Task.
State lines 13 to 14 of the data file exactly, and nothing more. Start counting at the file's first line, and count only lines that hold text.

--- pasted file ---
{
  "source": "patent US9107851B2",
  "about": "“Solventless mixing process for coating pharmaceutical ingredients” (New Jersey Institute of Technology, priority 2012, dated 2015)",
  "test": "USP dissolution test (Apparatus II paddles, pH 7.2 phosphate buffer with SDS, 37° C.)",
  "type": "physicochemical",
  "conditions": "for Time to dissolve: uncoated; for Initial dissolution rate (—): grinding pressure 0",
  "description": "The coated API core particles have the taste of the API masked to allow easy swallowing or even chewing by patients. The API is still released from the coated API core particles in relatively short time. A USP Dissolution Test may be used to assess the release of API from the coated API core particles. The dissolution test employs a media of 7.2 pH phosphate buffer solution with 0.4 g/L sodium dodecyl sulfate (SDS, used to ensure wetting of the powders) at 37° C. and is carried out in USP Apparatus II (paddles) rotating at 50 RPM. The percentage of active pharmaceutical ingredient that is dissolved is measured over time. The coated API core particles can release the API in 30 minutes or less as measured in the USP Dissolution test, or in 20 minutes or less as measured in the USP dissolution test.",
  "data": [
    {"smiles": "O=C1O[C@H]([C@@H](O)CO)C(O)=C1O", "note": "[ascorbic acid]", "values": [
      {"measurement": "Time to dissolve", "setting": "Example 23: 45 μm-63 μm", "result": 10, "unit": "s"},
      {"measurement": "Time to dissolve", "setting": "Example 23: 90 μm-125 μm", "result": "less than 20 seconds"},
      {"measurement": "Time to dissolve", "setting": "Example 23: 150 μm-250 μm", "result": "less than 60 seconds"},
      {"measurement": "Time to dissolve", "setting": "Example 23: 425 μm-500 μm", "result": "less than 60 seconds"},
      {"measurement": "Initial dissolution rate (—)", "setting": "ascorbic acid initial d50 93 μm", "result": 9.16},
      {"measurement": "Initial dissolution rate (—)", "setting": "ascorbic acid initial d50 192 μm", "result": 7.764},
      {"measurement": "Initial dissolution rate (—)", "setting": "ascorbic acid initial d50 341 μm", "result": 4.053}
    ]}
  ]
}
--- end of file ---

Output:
      {"measurement": "Time to dissolve", "setting": "Example 23: 425 μm-500 μm", "result": "less than 60 seconds"},
      {"measurement": "Initial dissolution rate (—)", "setting": "ascorbic acid initial d50 93 μm", "result": 9.16},